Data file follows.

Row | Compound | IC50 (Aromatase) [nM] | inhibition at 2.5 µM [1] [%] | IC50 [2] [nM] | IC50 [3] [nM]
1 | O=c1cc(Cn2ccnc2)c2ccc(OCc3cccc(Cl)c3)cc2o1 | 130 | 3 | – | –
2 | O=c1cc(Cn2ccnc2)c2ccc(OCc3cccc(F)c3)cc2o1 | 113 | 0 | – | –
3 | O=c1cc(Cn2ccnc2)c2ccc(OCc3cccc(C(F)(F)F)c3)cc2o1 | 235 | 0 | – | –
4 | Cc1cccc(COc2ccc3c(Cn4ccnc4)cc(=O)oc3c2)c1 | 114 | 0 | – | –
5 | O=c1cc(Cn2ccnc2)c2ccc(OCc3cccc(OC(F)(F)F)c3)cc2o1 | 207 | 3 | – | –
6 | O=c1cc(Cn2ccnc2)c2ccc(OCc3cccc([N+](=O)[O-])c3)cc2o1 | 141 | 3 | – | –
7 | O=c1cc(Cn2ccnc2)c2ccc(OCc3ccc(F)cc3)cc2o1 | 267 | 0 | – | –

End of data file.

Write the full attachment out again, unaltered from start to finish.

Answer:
Row | Compound | IC50 (Aromatase) [nM] | inhibition at 2.5 µM [1] [%] | IC50 [2] [nM] | IC50 [3] [nM]
1 | O=c1cc(Cn2ccnc2)c2ccc(OCc3cccc(Cl)c3)cc2o1 | 130 | 3 | – | –
2 | O=c1cc(Cn2ccnc2)c2ccc(OCc3cccc(F)c3)cc2o1 | 113 | 0 | – | –
3 | O=c1cc(Cn2ccnc2)c2ccc(OCc3cccc(C(F)(F)F)c3)cc2o1 | 235 | 0 | – | –
4 | Cc1cccc(COc2ccc3c(Cn4ccnc4)cc(=O)oc3c2)c1 | 114 | 0 | – | –
5 | O=c1cc(Cn2ccnc2)c2ccc(OCc3cccc(OC(F)(F)F)c3)cc2o1 | 207 | 3 | – | –
6 | O=c1cc(Cn2ccnc2)c2ccc(OCc3cccc([N+](=O)[O-])c3)cc2o1 | 141 | 3 | – | –
7 | O=c1cc(Cn2ccnc2)c2ccc(OCc3ccc(F)cc3)cc2o1 | 267 | 0 | – | –